Ford Motor Co. To Study Toe Pads of Geckos for Auto Applications
November 24, 2015
The sticky toes on common house geckos and other gecko species are super strong and sticky. According to some reports, a gecko weighing 70 grams can support weights of up to 132 kilograms with its sticky toes. Ford is looking into the adhesiveness of the sticky toes of geckos in hopes to create better adhesive technology used in automotive production, and to make auto parts more easily recyclable.
House geckos are known for climbing walls and hanging upside down on ceilings.
You see, when it comes to recycling, the adhesives that are used to glue many parts of a car together are so strong that disassembling the parts are nearly impossible. This is where the gecko’s sticky toes come into play. Debbie Mielewski, Ford’s senior technical leader for plastics and sustainability research says the gecko’s feet could lead to a range of adhesive innovations.
The toe pads of geckos are sticky and Ford is researching them for auto adhesive applications.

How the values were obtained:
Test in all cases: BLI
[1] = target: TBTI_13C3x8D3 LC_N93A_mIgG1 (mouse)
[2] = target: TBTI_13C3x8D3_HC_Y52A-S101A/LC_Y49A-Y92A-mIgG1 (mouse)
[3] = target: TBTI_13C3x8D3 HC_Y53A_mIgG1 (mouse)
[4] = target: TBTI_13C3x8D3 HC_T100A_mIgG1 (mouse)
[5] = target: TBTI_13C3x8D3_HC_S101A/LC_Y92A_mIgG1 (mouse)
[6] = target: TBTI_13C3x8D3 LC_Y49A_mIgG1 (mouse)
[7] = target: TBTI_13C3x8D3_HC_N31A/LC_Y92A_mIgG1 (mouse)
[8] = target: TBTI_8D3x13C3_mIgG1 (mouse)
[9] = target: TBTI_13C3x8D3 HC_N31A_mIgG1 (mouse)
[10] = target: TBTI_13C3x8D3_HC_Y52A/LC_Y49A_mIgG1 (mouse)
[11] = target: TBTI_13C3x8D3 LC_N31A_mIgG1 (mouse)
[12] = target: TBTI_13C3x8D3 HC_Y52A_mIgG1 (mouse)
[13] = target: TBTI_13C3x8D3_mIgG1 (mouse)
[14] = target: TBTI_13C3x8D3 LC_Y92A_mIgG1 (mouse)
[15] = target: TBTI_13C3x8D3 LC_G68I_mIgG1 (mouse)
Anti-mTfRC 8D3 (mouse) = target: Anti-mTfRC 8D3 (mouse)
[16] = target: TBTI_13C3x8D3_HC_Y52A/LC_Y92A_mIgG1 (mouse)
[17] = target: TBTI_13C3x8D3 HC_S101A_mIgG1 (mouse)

"Solving this problem could provide cost savings and certainly an environmental saving,” Mielewski told Stuff New Zealand. "It means we could increase the recycling of more foam and plastics, and further reduce our environmental footprint."
The science behind looking at natural solutions such as that of the sticky toes of a gecko, or the movements of a snake applied to such things as search and rescue is called biomimicry. Ford has been working with U.S. firm Procter & Gamble on biomimicry applications, because in part nature can serve as a model for design efficiencies that use minimal resources.
John Virata keeps a western hognose snake, a ball python, two corn snakes, a king snake, and two leopard geckos. His first snake, a California kingsnake, was purchased for $5. His first pet reptile was a green anole that arrived in a small box via mail order. Follow him on Twitter @johnvirata